It’s that time of year: conference track meets, gowns, caps, clichés, “Pomp and Circumstance” and all that jazz, er, orchestral.
For journalism majors, May’s end signals the true test of faith in the communications degree. Job or no job? Public corporation or private sector?
Is anybody actually willing to pay me to put words on a page or peck out characters for a website?
Even the librarian at the National Archives is concerned. She asked if the Washingtonian was thriving as she copied the drawings of an 1864 pencil patent.
She expressed concerned for print media. Her daughter had recently completed a master’s at the University of Colorado.
ESPN columnist Rick Reilly presented the commencement address at the school which will no longer offer journalism in the traditional form.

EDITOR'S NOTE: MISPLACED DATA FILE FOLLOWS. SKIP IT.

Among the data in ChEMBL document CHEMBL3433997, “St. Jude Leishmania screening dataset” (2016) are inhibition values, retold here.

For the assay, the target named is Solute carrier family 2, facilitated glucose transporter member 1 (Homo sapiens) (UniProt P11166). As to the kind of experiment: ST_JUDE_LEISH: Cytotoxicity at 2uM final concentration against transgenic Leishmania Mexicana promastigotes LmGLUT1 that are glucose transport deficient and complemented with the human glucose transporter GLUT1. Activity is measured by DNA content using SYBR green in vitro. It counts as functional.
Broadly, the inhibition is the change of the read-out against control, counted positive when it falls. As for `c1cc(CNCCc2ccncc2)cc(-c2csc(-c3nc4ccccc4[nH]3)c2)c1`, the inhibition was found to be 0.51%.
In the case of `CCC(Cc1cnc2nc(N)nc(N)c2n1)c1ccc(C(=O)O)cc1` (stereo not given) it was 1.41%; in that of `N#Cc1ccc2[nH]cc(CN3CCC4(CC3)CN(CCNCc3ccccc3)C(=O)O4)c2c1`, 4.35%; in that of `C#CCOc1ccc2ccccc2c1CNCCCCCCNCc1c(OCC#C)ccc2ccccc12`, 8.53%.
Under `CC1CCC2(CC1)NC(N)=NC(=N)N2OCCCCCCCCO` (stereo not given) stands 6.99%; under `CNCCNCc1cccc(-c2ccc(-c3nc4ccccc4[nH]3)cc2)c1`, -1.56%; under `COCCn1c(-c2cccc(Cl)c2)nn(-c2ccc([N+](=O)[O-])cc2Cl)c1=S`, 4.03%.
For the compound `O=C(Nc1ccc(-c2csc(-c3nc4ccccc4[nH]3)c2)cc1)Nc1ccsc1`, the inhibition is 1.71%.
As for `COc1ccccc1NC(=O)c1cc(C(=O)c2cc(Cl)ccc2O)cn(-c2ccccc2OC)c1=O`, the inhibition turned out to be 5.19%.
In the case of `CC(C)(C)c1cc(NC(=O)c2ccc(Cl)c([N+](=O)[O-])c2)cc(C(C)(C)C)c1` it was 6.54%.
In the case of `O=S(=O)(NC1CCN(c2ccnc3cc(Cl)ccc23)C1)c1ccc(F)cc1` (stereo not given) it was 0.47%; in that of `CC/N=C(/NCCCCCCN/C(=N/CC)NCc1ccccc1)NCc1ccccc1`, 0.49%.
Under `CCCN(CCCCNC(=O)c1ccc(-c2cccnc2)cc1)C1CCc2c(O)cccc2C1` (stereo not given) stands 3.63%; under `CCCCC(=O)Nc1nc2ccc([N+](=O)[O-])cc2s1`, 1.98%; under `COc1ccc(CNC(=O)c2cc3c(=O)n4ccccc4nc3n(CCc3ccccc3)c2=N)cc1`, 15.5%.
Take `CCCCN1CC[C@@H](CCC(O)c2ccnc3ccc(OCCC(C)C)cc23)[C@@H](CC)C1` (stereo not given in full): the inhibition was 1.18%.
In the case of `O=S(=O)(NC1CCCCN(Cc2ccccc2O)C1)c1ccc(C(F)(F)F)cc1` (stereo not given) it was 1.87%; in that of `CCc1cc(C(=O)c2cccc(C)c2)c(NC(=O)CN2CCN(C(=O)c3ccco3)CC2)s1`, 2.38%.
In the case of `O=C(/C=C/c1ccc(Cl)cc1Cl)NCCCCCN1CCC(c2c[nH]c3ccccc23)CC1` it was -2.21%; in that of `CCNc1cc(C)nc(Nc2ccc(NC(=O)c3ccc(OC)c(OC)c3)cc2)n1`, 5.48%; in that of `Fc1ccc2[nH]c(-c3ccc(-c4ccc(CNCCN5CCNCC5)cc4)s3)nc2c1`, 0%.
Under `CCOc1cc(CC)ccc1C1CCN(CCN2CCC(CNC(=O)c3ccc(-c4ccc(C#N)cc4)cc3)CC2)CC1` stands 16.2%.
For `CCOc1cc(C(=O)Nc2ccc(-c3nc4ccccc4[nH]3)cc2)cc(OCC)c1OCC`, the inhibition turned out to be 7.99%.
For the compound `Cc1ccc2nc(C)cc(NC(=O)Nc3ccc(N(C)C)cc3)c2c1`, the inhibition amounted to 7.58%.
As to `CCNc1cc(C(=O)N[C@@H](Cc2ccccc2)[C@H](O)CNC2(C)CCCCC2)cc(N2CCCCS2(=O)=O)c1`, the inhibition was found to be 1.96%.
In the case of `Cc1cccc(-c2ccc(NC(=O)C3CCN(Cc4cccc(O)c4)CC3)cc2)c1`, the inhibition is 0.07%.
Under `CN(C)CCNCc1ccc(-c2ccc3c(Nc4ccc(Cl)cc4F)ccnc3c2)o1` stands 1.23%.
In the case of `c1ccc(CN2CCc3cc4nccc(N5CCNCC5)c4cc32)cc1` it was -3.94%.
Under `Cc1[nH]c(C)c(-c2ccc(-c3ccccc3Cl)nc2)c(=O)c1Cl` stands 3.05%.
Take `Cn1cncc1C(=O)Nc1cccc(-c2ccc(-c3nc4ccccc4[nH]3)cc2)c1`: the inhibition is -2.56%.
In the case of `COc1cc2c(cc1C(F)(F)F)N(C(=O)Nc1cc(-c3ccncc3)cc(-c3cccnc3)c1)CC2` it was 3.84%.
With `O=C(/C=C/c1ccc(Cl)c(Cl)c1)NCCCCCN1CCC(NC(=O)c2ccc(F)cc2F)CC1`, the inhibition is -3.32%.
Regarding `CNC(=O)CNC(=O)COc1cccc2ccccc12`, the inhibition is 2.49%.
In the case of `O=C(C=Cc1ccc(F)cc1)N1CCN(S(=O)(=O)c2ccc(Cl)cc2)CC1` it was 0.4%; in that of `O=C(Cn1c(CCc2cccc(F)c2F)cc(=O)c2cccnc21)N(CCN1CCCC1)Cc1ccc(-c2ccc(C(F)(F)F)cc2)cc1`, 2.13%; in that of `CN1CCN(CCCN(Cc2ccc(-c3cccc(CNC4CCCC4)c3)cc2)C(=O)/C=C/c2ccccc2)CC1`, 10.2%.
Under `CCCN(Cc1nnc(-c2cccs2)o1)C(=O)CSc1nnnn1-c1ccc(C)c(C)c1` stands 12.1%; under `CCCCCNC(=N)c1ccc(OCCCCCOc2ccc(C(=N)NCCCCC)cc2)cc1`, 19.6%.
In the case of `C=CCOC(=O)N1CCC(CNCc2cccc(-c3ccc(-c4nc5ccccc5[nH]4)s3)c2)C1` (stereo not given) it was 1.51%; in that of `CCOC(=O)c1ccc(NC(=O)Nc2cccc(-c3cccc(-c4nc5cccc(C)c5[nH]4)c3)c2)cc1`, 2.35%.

“Without good journalists delivering solid stories that check out, there’ll be nothing for the world to tweet, Facebook, text, ping, blog, flog, poke, post, roast, friend, unfriend, wiki-leak, sneak peak, share, smoke signal or quilt.”
Living in this journalism era is an opportunity. It’s exciting, chaotic, unpredictable and scary.
But we, this generation, will change the future of this industry for the better and for the long-term, pencils and quilts optional.